Now xG Technology is moving into its second-generation xMax design. This new xMax system drops the special handsets and uses standard smart phones. This is something that the military wants as soldiers can use standard off-the-shelf smart phones, laptops, or tablets to save money.
In this new system, the smart phones talk to a bridging device called the xMod (Fig. 8). This device resembles the Novatel MiFi devices that let multiple laptops use Wi-Fi connections to talk to it and then backhauls these connections back to the Internet via a connection to the cellular network. The xMod works in a similar fashion supporting a Wi-Fi (or a direct USB wire) connection to commercial smart phones or computers and using the cognitive xMax network to connect back into the Internet or military network.
This new arrangement adds high-speed data connectivity to the system. Furthermore, it adds a managed VoIP capability via a smart-phone app. Normal 3G and 4G cellular smart phones use the cellular systems’ standard voice service via 2G or 3G cellular links, which currently isn’t of the VoIP kind. The xMax system puts a special app on the smart phone that permits it to identify and prioritize the voice packets. The xMax system then can provide landline quality voice, even though it is a 100% complete IP-based system.
The new system modifies the xMax waveform by leveraging orthogonal frequency division multiplexing (OFDM). Each of the previously defined 18 1.44-MHz channels is further subdivided into 128 subcarriers. Radio access is TDD. Another key addition, multiple input multiple output (MIMO), greatly improves the range, reliability, and data rate. The xMod devices use a 2x4 MIMO system with four receiver chains and two transmit chains.
The cognitive capabilities as well as the radio itself are primarily implemented in software, commonly called SDR. The system’s mix of CR techniques, MIMO, and advanced signal processing maximizes range, reliability, and throughput. The substantial processing complexity required leverages a new generation processor capable of supporting 50 GOPS in both the xMod and basestation. This kind of processing power is brand new and now available in a size and at a power consumption level suitable for battery powered devices like the xMod.
Rick Rotondo of xG explained that the cognitive capabilities and interference mitigation algorithms allow the xMax to operate reliably in “white spaces” as well as “gray spaces.” White space is defined as the unused TV channels that have been blessed by the FCC for unlicensed use. It’s used to mean a 6-MHz channel free of any interference from TV broadcasters.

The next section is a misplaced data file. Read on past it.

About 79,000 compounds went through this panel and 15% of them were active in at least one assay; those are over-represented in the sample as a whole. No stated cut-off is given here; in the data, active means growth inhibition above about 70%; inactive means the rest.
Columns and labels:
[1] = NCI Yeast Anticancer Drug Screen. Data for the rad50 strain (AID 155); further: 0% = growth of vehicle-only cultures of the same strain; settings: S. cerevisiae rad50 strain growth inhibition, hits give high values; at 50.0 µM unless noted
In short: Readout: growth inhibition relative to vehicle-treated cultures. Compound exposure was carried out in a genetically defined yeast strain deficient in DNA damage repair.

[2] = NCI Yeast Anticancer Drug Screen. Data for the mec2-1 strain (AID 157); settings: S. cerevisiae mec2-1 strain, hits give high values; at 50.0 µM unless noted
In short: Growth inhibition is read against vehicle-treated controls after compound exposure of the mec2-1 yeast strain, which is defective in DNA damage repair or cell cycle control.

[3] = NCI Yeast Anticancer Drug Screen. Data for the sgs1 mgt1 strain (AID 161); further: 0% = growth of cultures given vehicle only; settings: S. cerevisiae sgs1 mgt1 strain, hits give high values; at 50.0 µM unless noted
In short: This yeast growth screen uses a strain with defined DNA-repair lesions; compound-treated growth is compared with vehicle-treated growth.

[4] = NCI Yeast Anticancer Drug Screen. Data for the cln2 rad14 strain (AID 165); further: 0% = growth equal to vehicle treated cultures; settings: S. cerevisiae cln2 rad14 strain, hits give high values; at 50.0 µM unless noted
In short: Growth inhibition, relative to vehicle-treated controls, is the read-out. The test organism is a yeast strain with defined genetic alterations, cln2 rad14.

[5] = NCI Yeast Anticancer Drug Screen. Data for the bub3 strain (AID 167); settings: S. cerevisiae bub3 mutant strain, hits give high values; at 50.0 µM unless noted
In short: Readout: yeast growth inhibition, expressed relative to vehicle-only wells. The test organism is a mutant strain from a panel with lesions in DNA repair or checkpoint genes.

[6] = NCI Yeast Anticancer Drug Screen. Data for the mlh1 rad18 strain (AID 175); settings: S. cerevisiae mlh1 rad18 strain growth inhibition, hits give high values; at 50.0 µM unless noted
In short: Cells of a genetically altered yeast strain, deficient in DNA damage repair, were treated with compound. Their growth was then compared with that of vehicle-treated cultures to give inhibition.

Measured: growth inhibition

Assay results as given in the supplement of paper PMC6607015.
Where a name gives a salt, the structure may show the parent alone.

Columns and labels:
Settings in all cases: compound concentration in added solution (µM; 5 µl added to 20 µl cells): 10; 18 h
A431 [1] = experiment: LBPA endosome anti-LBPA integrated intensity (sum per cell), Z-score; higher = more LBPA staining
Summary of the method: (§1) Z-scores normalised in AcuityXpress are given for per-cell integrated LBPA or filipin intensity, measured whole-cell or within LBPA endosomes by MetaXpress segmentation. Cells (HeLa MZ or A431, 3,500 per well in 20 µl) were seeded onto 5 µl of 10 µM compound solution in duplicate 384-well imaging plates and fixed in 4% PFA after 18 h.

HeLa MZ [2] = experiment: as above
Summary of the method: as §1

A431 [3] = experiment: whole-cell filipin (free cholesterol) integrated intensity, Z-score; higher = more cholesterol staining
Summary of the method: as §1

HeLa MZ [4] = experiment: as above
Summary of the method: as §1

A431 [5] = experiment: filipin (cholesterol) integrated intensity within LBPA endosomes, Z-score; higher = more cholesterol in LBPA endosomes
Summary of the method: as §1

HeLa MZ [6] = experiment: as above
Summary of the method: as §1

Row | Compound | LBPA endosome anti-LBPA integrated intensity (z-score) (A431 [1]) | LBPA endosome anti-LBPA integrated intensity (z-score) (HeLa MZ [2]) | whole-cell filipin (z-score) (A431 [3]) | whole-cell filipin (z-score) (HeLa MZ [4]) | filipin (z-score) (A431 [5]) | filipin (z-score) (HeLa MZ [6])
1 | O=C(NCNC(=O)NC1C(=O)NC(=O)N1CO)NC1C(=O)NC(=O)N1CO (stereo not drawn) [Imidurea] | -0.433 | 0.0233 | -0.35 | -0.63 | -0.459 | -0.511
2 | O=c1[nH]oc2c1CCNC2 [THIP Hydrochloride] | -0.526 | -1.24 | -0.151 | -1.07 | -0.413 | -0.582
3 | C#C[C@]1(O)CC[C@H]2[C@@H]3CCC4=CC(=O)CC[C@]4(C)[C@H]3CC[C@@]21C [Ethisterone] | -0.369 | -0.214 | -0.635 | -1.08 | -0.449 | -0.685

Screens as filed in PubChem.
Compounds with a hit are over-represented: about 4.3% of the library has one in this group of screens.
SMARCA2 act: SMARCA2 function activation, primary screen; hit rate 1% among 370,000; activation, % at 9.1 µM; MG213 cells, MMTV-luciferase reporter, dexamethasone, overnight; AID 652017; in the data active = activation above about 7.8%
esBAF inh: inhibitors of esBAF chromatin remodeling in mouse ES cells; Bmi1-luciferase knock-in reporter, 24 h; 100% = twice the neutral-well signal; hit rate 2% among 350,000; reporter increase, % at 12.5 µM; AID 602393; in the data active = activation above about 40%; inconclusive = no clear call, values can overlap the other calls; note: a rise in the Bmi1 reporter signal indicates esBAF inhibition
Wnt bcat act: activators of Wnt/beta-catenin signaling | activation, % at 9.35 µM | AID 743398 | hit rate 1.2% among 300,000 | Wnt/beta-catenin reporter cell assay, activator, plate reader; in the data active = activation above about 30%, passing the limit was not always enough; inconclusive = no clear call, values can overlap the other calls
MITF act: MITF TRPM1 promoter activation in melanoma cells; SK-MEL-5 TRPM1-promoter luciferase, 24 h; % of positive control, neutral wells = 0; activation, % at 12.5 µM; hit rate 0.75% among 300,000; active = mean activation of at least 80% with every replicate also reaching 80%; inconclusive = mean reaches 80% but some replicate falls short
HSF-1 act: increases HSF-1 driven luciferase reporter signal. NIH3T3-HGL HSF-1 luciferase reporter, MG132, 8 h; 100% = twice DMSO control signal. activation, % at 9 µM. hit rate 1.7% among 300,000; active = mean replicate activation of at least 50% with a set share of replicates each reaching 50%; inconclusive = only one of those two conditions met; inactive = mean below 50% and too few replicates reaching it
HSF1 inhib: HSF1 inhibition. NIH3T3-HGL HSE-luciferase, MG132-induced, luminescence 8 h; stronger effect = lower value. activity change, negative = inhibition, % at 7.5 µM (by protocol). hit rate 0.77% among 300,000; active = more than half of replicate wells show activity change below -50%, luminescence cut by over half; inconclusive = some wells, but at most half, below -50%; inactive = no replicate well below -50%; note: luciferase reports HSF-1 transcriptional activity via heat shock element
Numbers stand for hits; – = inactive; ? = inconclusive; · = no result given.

However, white spaces can rapidly become gray spaces due to wireless microphones that operate in these channels as well as other white space devices operating nearby. In fact, the 900-MHz band that xG cut its teeth on is heavily used and “dark gray” with interference from cordless phones, wireless security systems, telemetry radios, and other devices.
So, the system had to operate reliability in the presence of high interference from day one. The result is that the xG cognitive system lets you maximize the capacity of gray spaces by reliably letting you operate where other radio systems may not be able to operate.
As for applications, xG Technology will soon offer an advanced system suitable for the military, rural broadband, and the enterprise. The new system will include the 902- to 928-MHz band and the 5.8-GHz ISM band. Future systems may also use the 700-MHz spectrum.
In addition, xG is evaluating its options in the TV white space arena both here in the U.S. as well as in the U.K., where the system would be a good fit. Imagine a powerful mobile voice and data cellular system that could leverage the free white space 6-MHz TV channels and offer the same services and better economics than commercial 3G and 4G cellular systems.
Speaking of white spaces, this is another excellent application for CR. White spaces comprise the unused 6-MHz TV channels that were abandoned in 2009 with the switch from analog to digital TV. TV stations still use channels 2 through 51 (54 to 698 MHz), though many of them are unused. The open channels vary widely by region but represent a huge waste of valuable spectrum.
The FCC has approved the use of these channels in a license-free service. The guidelines call for low power and knowledge of the available local channels. The FCC and a number of other organizations like Spectrum Bridge and Telcordia have developed comprehensive databases logging the TV stations and other wireless devices and services using these channels in most U.S. locations. To use the channels, a white space radio must access the database to see if it is being used. If it is, another channel is selected, preventing interference.
White space radios fall into two categories: basestations and customer premise equipment (CPE) terminals. The CPE terminals may be mobile. If they want to transmit, they send their location based on GPS coordinates to the basestation that accesses the database to see if the desired channel is open. If it is, the CPE is notified that it can transmit.